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William & Mary Law Review


The growth of so-called “shadow banking” was a significant contributor to the financial crisis of 2008, which had huge social costs that we still grapple with today. Our financial regulatory system still hasn’t fully figured out how to address the risks of the derivatives, securitizations, and money market mutual funds that comprised Shadow Banking 1.0, but we’re already facing the prospect o fShadow Banking 2.0in the form of decentralized finance, or “DeFi.” DeFi’s proponents speak of a future where sending money is as easy as sending a photograph–but money is not the same as a photograph. The stakes are much higher when money is involved, and if DeFiis permitted to develop without any regulatory intervention, it will magnify the tendencies towards heightened leverage, rigidity, and runs that characterized Shadow Banking 1.0.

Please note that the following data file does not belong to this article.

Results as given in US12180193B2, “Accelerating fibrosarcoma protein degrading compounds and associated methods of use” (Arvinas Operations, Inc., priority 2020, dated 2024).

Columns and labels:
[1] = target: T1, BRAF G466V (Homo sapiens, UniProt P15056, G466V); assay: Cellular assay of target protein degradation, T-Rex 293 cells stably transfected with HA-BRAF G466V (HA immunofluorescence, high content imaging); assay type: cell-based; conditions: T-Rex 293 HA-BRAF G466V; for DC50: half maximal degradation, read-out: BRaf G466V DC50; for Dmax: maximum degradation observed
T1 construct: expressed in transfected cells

Fortunately, though, there is still time to prevent DeFi from becoming Shadow Banking 2.0. This Essay argues for precautionary regulation of DeFi, designed to limit its growth and to cordon off whatever remains from the established financial system and real-world economy. While proponents of DeFi will contend that this will limit innovation, this Essay argues that DeFi innovation has limited benefits for society. DeFi doesn’t aspire to provide new financial products and services–it simply aspires to provide existing financial products and services in a decentralized way (meaning, without intermediaries). This Essay will demonstrate that the DeFi ecosystem is in fact full of intermediaries and explain why full disintermediation of financial services is an entirely unrealistic aspiration. This Essay will then proceed from that finding to argue that if DeFi cannot deliver on decentralization, regulators should feel emboldened toclamp down on DeFi in order to protect the stability of our financial system and broader economy.



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